July 2013. Spent a night in the Adirondacks shooting a time-lapse sequence with Mark Bowie at East Pine Pond north of Tupper Lake. Used a second camera to shoot some stills as the full moon was setting shortly after 4 am. The swirling fog backlit by the moon was hauntingly beautiful. It made me glad that I had not napped while capturing the time-lapse.

Canon 5D Mark II; Canon 24-105mm L lens at 24mm; 30 sec at ƒ/14; ISO 3200; high ISO noise reduction.

June 2013. Had a great few days leading a workshop with Mark Bowie at Ricketts Glen State Park in northcentral Pennsylvania. This is the premiere waterfall location in the northeast, with 23 named waterfalls and countless cascades. Made some new friends among the participants and a great time was had by all. Here is an unnamed falls just off the Ganoga Glen trail.

Canon 5D Mark II; Canon 24-105mm L lens at 24mm; 0.3 sec at ƒ/11; ISO 200; polarizing filter; Induro C213 tripod; Induro DM23 ballhead.

April 2013. I was recently informed that I won first place in the Wild Lands category in the Defenders of Wildlife 4th annual photo contest. The image is entitled, "Milky Way over Second Beach." It was shot in June of 2012 in Olympic National Park, Washington. The technical data appears below. Thanks to all of you who voted for me. I could not have won without your support.

Canon 5D Mark II; Nikon 14-24mm ƒ/2.8 at 14mm; 30 sec at ƒ/2.8; ISO 3200; Induro C213 tripod; Induro DM23 ballhead.

December 2011. Recently, I was very fortunate to have won one of four first place prizes in the "Share the View" International Photography Contest sponsored by the Audubon Society of Greater Denver. The image is entitled, "Sunset over Bandon Beach." The image appears below. It was taken with a Canon 40D using a Canon 10-22mm lens at 10mm. To learn more about how the image was made and optimized the computer, click on Stories Behind the Shots above.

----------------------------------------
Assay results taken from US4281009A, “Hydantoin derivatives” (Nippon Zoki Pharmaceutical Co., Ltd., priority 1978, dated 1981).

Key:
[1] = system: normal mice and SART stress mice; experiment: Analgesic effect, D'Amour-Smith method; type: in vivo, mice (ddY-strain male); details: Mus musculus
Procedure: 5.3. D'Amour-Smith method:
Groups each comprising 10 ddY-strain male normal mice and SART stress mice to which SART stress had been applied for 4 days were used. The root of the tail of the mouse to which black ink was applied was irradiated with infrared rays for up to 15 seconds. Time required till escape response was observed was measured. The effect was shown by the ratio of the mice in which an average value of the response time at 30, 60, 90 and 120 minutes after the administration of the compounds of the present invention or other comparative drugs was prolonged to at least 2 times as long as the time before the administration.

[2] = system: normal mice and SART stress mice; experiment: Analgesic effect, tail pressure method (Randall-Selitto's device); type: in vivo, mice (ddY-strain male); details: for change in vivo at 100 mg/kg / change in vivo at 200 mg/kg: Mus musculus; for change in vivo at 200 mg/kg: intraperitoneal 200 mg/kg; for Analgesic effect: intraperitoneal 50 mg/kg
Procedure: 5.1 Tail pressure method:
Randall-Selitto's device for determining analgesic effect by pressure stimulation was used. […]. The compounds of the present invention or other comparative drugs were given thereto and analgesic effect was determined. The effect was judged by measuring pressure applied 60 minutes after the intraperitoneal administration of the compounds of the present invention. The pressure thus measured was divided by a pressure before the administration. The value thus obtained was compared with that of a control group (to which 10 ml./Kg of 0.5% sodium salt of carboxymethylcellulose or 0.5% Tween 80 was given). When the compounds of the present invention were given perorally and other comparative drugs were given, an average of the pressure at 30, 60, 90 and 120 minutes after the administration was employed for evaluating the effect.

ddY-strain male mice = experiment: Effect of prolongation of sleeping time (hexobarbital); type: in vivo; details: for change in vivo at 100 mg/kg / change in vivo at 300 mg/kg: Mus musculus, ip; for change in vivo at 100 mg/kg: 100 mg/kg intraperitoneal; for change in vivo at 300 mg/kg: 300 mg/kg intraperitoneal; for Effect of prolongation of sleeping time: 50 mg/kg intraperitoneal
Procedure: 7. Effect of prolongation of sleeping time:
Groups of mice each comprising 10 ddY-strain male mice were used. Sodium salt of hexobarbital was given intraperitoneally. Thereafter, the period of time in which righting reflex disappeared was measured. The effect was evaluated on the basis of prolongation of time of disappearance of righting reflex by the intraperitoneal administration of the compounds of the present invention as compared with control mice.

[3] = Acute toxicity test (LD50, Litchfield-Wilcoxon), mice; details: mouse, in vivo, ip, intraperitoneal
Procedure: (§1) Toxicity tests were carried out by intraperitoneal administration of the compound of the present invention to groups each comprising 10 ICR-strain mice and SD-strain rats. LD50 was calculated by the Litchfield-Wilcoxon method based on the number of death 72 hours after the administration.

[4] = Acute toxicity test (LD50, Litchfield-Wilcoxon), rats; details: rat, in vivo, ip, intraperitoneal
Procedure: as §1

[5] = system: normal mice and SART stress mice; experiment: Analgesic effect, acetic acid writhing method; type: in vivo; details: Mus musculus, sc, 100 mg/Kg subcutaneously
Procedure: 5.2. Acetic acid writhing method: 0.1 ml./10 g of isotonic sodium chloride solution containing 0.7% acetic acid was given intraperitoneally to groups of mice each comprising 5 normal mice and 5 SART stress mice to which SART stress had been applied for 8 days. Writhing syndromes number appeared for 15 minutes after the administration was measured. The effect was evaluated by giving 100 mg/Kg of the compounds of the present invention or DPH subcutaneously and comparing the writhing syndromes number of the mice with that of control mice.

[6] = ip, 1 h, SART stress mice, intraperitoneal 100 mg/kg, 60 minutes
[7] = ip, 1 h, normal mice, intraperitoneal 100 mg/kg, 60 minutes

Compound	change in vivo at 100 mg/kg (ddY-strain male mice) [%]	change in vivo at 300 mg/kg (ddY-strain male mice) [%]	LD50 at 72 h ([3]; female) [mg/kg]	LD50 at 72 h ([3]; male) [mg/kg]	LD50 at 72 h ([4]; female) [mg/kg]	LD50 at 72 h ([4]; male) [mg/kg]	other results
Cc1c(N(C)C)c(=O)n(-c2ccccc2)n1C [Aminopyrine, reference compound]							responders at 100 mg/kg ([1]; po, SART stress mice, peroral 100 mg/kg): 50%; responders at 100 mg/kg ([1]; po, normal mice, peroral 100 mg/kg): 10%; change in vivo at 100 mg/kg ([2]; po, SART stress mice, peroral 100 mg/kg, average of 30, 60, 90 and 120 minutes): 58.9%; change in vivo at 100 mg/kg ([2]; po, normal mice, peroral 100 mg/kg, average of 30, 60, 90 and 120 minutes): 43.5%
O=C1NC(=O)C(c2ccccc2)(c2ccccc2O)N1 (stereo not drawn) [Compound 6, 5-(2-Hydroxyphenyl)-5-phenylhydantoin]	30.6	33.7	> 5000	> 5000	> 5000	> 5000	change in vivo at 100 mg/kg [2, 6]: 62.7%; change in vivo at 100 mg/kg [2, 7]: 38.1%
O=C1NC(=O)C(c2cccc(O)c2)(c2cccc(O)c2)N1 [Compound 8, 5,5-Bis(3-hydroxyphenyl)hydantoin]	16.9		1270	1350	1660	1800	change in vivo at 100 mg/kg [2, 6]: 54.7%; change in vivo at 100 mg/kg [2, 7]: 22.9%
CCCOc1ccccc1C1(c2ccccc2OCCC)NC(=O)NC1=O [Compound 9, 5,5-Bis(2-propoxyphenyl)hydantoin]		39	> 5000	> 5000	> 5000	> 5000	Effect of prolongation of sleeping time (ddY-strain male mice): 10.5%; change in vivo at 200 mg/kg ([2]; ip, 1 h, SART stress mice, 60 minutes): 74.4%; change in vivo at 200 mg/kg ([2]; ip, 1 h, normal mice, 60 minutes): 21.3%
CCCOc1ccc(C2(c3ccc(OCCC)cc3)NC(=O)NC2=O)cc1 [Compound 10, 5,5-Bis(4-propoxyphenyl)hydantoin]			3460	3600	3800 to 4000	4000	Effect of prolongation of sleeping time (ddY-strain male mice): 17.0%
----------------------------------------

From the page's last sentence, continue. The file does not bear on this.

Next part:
October 2010. I recently found out that I was very fortunate to have one of my images chosen as Highly Honored in the 2010 Nature's Best Photography Windland Smith Rice International Awards competition. The image of Queen Anne's Lace silhouetted against a full moon appears below. It will be featured in the 2010 Fall/Winter issue of Nature's Best magazine along with all of the other winners. Here is the caption description that will appear with the image: "My goal was to photograph the full moon rising over a pond at a nearby nature center. While I was returning to my car, I noticed Queen Anne’s lace growing along the trail. It occurred to me that the round shape of the plant might fit perfectly into the disk of the full moon. I set up my equipment, being careful to keep my camera back parallel to the plane of the flower. I made the image when the flower was centered and I could balance the exposure between the moon and the sky.”

Canon 5D Mark II; 70-200mm ƒ/4L at 200mm; 1.4x teleconverter; 0.5 sec at ƒ/5.6; ISO 100; Induro C213 tripod; Induro DM23 ballhead.

August 2010. I recently spent the weekend of August 27-29 in Lake Placid, NY as an instructor at the "Adirondack Photography Weekend." It was sponsored by the Adirondack Photography Institute and Adirondack Life magazine. We stayed at the Northwoods Inn, where we had excellent meals and lively indoor sessions ranging from how to make panoramic photographs to nighttime shooting to making submissions to Adirondack Life magazine. In addition, we took the 15 participants on early morning and late afternoon field trips to beautiful locations near Lake Placid. Below is an image of the MacKenzie Mountain Range I made at sunrise at a viewpoint north of Saranac Lake. A great time was had by all. What a way to spend a weekend!